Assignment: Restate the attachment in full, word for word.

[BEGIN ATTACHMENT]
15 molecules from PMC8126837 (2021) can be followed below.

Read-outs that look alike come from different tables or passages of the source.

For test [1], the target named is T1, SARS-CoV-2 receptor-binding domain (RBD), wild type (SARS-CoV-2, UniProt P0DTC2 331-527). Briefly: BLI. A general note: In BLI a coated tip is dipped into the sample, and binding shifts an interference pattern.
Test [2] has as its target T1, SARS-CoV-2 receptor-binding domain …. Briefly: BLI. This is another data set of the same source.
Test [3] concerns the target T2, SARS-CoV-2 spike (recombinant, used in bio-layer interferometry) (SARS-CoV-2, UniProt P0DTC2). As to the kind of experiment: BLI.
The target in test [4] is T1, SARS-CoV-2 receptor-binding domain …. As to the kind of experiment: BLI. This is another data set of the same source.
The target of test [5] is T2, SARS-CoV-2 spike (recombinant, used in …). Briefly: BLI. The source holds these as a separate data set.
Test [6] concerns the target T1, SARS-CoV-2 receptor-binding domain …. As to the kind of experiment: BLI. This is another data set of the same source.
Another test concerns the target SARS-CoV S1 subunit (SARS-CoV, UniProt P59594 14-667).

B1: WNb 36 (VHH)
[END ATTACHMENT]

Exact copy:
15 molecules from PMC8126837 (2021) can be followed below.

Read-outs that look alike come from different tables or passages of the source.

For test [1], the target named is T1, SARS-CoV-2 receptor-binding domain (RBD), wild type (SARS-CoV-2, UniProt P0DTC2 331-527). Briefly: BLI. A general note: In BLI a coated tip is dipped into the sample, and binding shifts an interference pattern.
Test [2] has as its target T1, SARS-CoV-2 receptor-binding domain …. Briefly: BLI. This is another data set of the same source.
Test [3] concerns the target T2, SARS-CoV-2 spike (recombinant, used in bio-layer interferometry) (SARS-CoV-2, UniProt P0DTC2). As to the kind of experiment: BLI.
The target in test [4] is T1, SARS-CoV-2 receptor-binding domain …. As to the kind of experiment: BLI. This is another data set of the same source.
The target of test [5] is T2, SARS-CoV-2 spike (recombinant, used in …). Briefly: BLI. The source holds these as a separate data set.
Test [6] concerns the target T1, SARS-CoV-2 receptor-binding domain …. As to the kind of experiment: BLI. This is another data set of the same source.
Another test concerns the target SARS-CoV S1 subunit (SARS-CoV, UniProt P59594 14-667).

B1: WNb 36 (VHH)